But writing this really reminds me of our first Christmas together post brain injury. Let me give you a little background of where we were. Our son had been catastrophically injured in a car accident on Aug 20, 2011. It was a miracle that he survived, and then was able to walk with a walker at seven weeks.
At about three and a half months, he was able to start eating on his own, and get off the feeding tube. At four months he was coming home. It was planned for Dec 21, 2011. According to my son Chris, that was his best Christmas present ever – to come home to his family.
Now I, on the other hand, was doing everything I could to keep him in over the holidays. Why might you ask?
Well first, it meant I was now responsible for him. I did not feel ready to take this on at all. Was I a nurse, a doctor or a feeding expert? No! I was none of the above, but I was in charge of him. Everything shuts down over the holidays, there’s minimal staff at support agencies and doctors’ offices are closed. I was terrified to become my son’s full time nurse, taxi driver, rehab worker, you-name-it worker.
Did I mention I was scared? I did not know how to care for a brain injury. What if something happened? I was not even thinking of Christmas, only of my fear and lack of ability.
What could we do but grin and bear it? We had to rush to get prescriptions ordered now that we were in charge and before the doctor’s office shut down for the holidays. We rushed to get a tree and decorate it, and find room for it, as the living room now housed his hospital bed and the dinning room table was his rehab/nursing station.
I can assure you there was not a turkey served in our house that year, and there were no parties or socials. Luckily, our extended family prepared a holiday dinner.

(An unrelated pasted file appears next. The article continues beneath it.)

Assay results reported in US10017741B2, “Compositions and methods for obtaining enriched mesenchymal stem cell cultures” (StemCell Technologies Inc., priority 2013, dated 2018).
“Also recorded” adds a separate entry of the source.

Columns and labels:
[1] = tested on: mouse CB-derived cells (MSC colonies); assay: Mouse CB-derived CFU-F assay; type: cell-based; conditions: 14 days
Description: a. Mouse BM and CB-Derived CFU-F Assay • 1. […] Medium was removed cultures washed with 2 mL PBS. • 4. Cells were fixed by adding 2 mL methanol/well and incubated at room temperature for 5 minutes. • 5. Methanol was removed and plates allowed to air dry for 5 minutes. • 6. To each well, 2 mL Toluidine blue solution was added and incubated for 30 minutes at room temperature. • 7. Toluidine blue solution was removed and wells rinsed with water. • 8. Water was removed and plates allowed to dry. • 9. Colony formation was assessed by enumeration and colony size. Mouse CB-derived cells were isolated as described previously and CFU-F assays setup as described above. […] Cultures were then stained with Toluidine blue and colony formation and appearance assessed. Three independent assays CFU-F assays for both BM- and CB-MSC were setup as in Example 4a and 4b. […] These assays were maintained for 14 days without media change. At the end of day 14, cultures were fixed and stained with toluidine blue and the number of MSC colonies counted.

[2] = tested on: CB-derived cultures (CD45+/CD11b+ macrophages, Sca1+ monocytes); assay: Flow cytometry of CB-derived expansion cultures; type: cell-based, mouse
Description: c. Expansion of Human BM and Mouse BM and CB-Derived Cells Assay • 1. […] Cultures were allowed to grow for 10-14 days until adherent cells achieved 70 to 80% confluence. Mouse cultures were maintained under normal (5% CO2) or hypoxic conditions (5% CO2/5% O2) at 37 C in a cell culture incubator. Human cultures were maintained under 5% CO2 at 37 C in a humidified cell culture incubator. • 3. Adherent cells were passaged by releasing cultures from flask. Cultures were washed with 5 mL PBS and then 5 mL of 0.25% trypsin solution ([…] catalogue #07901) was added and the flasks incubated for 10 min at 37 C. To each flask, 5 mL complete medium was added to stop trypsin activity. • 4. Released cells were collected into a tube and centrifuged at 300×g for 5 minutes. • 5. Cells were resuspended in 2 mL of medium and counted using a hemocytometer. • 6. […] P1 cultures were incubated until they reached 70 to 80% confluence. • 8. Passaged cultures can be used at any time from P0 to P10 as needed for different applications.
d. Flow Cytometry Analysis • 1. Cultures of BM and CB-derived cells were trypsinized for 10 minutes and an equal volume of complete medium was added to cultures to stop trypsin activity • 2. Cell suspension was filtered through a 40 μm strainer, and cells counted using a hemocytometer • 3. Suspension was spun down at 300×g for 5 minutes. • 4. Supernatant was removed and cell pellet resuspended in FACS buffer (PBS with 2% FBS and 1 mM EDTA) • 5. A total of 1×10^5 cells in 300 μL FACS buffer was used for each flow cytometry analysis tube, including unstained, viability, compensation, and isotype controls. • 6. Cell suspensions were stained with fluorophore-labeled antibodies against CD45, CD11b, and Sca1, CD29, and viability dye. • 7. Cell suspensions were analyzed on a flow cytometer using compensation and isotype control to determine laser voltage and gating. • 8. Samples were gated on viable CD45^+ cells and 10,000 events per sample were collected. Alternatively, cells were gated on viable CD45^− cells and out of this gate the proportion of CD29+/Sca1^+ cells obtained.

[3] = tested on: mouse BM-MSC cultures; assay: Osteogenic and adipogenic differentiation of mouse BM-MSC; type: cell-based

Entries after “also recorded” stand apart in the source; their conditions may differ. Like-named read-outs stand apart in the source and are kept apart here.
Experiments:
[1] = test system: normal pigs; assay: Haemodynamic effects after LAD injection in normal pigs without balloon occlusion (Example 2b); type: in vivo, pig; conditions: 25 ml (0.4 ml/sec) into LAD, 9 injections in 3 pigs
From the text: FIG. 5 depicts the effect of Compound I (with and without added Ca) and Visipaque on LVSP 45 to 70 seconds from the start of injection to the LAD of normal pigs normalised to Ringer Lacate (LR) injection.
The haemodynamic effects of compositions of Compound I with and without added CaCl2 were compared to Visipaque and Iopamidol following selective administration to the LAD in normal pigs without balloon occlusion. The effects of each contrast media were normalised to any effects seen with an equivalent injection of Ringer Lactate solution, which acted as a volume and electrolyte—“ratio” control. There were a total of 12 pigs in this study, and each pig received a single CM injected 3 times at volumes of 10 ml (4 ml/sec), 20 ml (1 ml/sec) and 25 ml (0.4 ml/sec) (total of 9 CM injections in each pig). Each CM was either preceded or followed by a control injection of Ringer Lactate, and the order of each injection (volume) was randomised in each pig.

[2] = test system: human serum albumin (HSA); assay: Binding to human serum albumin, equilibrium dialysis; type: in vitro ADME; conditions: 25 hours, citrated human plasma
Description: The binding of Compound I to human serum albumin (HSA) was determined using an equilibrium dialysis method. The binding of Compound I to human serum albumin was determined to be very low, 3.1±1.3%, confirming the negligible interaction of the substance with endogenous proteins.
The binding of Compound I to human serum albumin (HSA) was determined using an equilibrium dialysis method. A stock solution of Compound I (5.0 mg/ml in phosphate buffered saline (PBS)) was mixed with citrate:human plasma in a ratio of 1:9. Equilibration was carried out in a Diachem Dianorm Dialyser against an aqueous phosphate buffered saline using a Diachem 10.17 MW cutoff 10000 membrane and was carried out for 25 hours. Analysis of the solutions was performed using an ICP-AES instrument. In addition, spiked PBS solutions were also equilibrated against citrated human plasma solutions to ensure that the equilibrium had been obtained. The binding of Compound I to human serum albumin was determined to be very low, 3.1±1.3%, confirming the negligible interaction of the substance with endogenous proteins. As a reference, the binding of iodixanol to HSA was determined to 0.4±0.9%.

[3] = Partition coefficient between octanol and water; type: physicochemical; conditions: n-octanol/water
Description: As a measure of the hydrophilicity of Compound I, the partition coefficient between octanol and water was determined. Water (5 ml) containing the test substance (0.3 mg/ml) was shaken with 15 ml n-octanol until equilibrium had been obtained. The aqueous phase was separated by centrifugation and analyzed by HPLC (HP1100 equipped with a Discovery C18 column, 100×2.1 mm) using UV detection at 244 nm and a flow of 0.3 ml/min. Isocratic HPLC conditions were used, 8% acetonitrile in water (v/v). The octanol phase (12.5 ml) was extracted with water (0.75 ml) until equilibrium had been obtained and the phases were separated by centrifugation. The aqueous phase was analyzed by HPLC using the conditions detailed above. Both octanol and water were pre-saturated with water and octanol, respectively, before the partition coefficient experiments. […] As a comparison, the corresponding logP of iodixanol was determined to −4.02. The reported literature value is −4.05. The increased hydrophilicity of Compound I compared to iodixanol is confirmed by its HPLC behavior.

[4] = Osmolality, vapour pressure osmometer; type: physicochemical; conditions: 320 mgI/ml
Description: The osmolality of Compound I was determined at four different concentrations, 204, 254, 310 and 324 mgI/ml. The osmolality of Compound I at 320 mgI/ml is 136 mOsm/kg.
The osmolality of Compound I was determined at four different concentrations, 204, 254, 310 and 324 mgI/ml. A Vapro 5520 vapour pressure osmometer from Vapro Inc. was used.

That Christmas was all about quiet visits from close friends at Chris’ bedside, and us. It was the best Christmas I could have imagined. After all, we had our son home.
Turns out Chris was right, and I was wrong. I got caught up in the all the work and fear. I forgot what the real message of Christmas means to me – God’s love sent through a small helpless baby named Jesus. Helpless and weak, that was our son too. And God showed us His compassion through Jesus for us.
Compassion and love for our son, that was all we had that year, especially. Wow, we had our son home for Christmas. There is no better gift. I thank and praise God everyday.
So yes, there is a Merry Christmas after a brain injury.
Barb Kustec is the mother of three – Christopher, age 23; Cassandra, age 15 and Samantha, age 12. She is married to her husband, Danny. This is her third article for Brain Injury Blog TORONTO.
Now that we’re well into December, the holiday season has officially arrived and its many celebrations have begun. While retailers have been entrancing us with benchmark images of the perfect Hallmark Christmas for years, the advancement of technology and social media apps such as Instagram, Twitter, Facebook, filled with photos of happy people celebrating, can leave us feeling like we are ‘failing’ at Christmas and all the holiday cheer.
For those who are dealing with PTSD, ABI and/or difficult times – this feeling of not doing or being enough during the the holidays can lead to a cocktail of increased anxiety, stress, and depression with a side appetizer of isolation.
Common triggers to holiday stress and depression are:
Even in healthy families, holiday gatherings can stir up a whirlwind of emotions, especially if you have gone through significant changes in your life. Perhaps you have lost touch with friends and family and are facing the holidays alone. While society and media make the holidays about family – know that you can create your own (non-blood) family and that you can be your own friend.
It can be easy to get overwhelmed by all the added expenses of gifts, travel, entertainment, and hosting. Make a budget – and stick to it.
Physical and emotional demands
Attending social functions, shopping, hosting guests, preparing meals and cleaning can all start to take huge bites out of your energy reserve. Learn that it’s ok to decline invitations and say NO to things that may cause you stress, anxiety or just because you don’t want to do.